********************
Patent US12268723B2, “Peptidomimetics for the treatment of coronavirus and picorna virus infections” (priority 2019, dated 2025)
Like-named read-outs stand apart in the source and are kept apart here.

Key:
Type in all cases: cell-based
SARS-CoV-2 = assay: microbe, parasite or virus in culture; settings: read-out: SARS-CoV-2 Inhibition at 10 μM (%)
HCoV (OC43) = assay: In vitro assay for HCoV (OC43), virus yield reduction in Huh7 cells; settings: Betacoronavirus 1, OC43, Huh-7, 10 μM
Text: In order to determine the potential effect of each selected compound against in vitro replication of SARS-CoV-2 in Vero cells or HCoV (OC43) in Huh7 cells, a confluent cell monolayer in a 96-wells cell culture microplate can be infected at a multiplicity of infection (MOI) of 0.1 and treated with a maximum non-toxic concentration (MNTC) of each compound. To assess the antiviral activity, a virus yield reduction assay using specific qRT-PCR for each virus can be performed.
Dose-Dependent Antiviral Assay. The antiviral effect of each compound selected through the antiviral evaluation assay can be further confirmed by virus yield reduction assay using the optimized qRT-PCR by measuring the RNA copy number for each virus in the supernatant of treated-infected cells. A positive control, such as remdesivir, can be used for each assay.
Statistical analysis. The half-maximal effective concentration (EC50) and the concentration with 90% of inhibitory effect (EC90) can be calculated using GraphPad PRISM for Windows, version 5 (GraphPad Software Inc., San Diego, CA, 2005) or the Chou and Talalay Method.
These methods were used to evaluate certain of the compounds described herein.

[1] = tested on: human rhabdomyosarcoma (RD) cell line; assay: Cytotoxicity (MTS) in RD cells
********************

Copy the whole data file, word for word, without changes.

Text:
Patent US12268723B2, “Peptidomimetics for the treatment of coronavirus and picorna virus infections” (priority 2019, dated 2025)
Like-named read-outs stand apart in the source and are kept apart here.

Key:
Type in all cases: cell-based
SARS-CoV-2 = assay: microbe, parasite or virus in culture; settings: read-out: SARS-CoV-2 Inhibition at 10 μM (%)
HCoV (OC43) = assay: In vitro assay for HCoV (OC43), virus yield reduction in Huh7 cells; settings: Betacoronavirus 1, OC43, Huh-7, 10 μM
Text: In order to determine the potential effect of each selected compound against in vitro replication of SARS-CoV-2 in Vero cells or HCoV (OC43) in Huh7 cells, a confluent cell monolayer in a 96-wells cell culture microplate can be infected at a multiplicity of infection (MOI) of 0.1 and treated with a maximum non-toxic concentration (MNTC) of each compound. To assess the antiviral activity, a virus yield reduction assay using specific qRT-PCR for each virus can be performed.
Dose-Dependent Antiviral Assay. The antiviral effect of each compound selected through the antiviral evaluation assay can be further confirmed by virus yield reduction assay using the optimized qRT-PCR by measuring the RNA copy number for each virus in the supernatant of treated-infected cells. A positive control, such as remdesivir, can be used for each assay.
Statistical analysis. The half-maximal effective concentration (EC50) and the concentration with 90% of inhibitory effect (EC90) can be calculated using GraphPad PRISM for Windows, version 5 (GraphPad Software Inc., San Diego, CA, 2005) or the Chou and Talalay Method.
These methods were used to evaluate certain of the compounds described herein.

[1] = tested on: human rhabdomyosarcoma (RD) cell line; assay: Cytotoxicity (MTS) in RD cells